Now that more than 70,000 farmers have their own plots of eucalyptus as a cash crop, SCG Paper is committed to help them gain the most from their investments. They are important contributors to all three SCG Paper pulp mills in Khon Kaen, Ratchaburi and Kanchanaburi Province, which require about a total of 2 million tones/yr of eucalyptus. SCG Paper sponsors comprehensive services to local farmers from pre-cultivation to post-cultivation to ensure sustainable growth of the country’s industrial forestry production. Trees grown under the Care program, using silviculture techniques, offer better yields. The Comprehensive Agricultural Relations Efficiency (CARE) program covers soil quality analysis, testing improvement, suitable fertilizer and eucalyptus seedling supply, free cutting, price valuation, cultivation promotion, purchase centers, and financial support.
Under the program, The Siam Forestry Company Limited in SCG Paper also pledges to buy trees for 1,000 baht each after four years of cultivation. Started in 2010, CARE covers 14,000 rai of eucalyptus plantation area, with about 320 farmers already. The program has raised farmers’ yields by 50% to an average of 12 to 20 tonnes per rai from 8 to 13 tonnes before.

The innovation team

The management innovation team at SCG Paper, which includes leaders from all pulp and paper mills in the group, places a high value on new solutions relating to water efficiency, including a positive contribution to local communities.

SCG's president Roongrote Rangsiyopash adds, "More than meeting governmental regulations, we are constantly looking to reduce our utilization of natural resources. Our relationship with the community around the Wangsala mill serves as a model for the similar programs elsewhere in Thailand, including fine paper and all three pulp mills."

Notes innovation team member Amnuay Ponpued, managing director of Phoenix Pulp and Paper in SCG Paper, producers of eucalyptus pulp and fine paper in northeastern Thailand, "When our company-wide technology group was presented with options for water optimization, our entire team believed that TKIC was the ideal starting point to make major gains. Their success has confirmed the potential value for many other mills in the group."

Ponpued continues, "SCG Paper is constantly researching the cleanliness of water of each mill before use, during production, and when we put it back into nature. This includes strict independent measurements to quantify water quality. Close by the Phoenix mill, a research farm is an exciting part of our work, where we study frogs, bees, butterflies, bananas and more. Our studies and practical observations help to confirm water quality released from the mill, and to make certain that local farmers are supported as they should be."

Adds Chartchai, "We are the steward's for the next generation, and must lead the way as a major employer and contributor to society on a local basis, and throughout our country."

SCG’s holistic ecocycle
Over 70,000 families produce eucalyptus for three SCG Paper mills, complementing larger, commercial sources of supply.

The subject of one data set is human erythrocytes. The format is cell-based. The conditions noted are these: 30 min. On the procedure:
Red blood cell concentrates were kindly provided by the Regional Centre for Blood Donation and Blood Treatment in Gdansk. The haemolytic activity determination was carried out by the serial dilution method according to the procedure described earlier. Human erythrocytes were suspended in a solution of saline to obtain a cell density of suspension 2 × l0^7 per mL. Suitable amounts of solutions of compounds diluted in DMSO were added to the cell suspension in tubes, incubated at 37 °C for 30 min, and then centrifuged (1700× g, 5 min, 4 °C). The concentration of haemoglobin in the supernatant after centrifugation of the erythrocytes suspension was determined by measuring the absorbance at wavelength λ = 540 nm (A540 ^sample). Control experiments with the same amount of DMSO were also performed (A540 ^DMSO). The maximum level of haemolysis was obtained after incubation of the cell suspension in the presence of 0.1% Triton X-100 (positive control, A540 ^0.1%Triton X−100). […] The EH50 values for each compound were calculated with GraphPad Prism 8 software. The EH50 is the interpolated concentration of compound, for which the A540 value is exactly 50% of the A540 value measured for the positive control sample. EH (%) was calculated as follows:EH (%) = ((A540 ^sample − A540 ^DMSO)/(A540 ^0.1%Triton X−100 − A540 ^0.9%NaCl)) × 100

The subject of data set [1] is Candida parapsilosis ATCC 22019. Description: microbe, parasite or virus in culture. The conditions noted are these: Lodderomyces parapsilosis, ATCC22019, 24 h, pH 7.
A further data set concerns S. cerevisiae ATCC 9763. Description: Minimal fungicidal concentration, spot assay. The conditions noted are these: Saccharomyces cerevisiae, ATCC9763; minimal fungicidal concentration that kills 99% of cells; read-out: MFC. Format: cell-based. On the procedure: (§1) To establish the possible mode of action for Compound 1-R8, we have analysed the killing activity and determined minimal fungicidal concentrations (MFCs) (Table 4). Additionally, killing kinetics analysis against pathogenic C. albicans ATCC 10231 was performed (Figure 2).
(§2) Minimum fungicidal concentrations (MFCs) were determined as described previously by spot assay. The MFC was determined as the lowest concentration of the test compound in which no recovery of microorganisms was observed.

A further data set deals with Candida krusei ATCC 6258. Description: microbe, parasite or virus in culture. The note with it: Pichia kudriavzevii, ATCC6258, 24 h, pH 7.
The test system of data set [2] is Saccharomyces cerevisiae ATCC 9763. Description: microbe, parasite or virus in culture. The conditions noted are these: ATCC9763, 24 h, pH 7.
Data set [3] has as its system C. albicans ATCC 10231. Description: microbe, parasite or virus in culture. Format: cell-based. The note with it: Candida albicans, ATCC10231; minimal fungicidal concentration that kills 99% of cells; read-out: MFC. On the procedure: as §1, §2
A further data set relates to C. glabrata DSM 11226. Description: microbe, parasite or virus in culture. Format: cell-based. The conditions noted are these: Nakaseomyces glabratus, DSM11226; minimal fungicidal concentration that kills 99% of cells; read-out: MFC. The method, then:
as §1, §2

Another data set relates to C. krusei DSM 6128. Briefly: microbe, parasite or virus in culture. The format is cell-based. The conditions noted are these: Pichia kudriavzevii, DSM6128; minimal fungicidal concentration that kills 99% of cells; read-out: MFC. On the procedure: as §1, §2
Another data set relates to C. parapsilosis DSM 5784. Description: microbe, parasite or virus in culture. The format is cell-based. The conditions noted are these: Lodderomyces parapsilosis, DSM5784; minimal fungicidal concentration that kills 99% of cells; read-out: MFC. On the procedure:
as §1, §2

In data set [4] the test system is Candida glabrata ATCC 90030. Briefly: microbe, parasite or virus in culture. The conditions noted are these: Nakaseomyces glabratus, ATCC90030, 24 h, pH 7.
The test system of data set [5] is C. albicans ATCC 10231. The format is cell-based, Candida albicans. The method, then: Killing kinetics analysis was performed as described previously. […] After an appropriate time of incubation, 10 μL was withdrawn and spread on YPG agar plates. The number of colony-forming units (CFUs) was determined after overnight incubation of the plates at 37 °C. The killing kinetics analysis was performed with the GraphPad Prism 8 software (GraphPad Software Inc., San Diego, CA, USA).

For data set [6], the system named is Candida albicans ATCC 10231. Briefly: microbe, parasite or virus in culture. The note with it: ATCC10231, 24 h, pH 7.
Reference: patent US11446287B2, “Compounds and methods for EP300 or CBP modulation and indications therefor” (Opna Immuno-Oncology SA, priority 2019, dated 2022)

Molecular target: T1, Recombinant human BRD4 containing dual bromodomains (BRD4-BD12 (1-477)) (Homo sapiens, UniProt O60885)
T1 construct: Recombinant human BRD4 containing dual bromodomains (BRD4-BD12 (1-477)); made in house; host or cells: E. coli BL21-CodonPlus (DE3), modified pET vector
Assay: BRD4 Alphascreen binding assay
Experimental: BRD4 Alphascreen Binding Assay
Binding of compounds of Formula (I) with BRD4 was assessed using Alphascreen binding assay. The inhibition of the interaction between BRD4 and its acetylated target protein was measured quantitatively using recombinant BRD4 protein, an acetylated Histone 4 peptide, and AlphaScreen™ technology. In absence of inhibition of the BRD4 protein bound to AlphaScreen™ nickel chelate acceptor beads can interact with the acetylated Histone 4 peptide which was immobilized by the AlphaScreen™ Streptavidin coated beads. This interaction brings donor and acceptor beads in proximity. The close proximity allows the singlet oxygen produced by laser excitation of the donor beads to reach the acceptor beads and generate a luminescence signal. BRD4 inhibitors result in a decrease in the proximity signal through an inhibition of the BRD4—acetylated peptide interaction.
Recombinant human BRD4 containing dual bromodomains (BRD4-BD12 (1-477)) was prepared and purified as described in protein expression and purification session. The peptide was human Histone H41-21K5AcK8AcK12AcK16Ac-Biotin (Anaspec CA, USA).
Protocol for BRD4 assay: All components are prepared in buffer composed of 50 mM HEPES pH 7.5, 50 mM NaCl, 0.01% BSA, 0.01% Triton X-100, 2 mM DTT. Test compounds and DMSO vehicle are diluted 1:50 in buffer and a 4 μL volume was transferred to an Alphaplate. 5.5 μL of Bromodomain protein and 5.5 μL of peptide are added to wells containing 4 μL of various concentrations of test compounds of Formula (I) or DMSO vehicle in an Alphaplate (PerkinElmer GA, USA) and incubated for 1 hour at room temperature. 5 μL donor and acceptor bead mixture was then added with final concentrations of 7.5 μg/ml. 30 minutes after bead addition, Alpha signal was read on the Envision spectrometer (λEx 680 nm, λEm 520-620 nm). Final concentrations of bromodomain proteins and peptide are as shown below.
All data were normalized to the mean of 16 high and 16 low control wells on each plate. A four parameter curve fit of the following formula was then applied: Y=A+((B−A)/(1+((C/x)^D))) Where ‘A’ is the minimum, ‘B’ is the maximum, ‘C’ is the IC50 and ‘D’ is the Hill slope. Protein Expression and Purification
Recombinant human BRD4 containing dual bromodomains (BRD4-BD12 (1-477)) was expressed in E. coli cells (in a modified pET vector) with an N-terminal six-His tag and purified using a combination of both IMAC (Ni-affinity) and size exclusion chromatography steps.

Twenty-eight villages around SCG Paper at Wangsala District, and Khon Kaen Province receive much of their water for agriculture. So, how best could these mills be described? Are they simply a step in the supply chain of producing books, magazines and packaging for consumers and businesses?
It could be said that SCG Paper has a holistic view of the entire ecocycle at each mill’s geographic location, realizing the interconnection with local communities. This philosophy extends throughout Thailand, based upon production of pulp, Kraft and fine paper, as well as the conversion for packaging at eight strategically placed boxplants.
In addition, SCG Paper actually plays a central role in sustainability education, as well as promoting “inspirational” employment of paper products. That includes its Idea Green of multi-purpose office papers, and the more recent Idea Max, which is designed for color printing on both sides.
Says Rangsiyopash, “When you consider manufacturing, community relations, educational activities and products from SCG Paper, we have close links with all 66 million citizens of Thailand in some way—many times each year.”
The meaning of SCG Paper’s reach is not simply about market share, but also “share of mind” concerning the bigger issues such as responsible practices across business, communities and the environment.
Continues Rangsiyopash, “We see paper as part of our society’s infrastructure. Our parent company’s production of cement is literally part of modern Thailand, because of extensive road building and urban development over the past thirty years. In a similar way, SCG Paper has a structural role in business practices and movement and packaging of goods.
We focus on a quality product offering, produced in a high quality way. This includes environmental high performance, and a harmonious relationship with everyone who touches what we do customers, communities, businesses, and suppliers.
In addition we are minimizing the use of raw materials, making paper with less energy, less fiber, and especially less water. We also encourage wise use of paper, ranging from printing on both sides to lighter weight, stronger packages.”

Martin Koepenickhas written about the pulp and paper industry for more than 25 years visiting mils around the world:mkoepen@gmail.com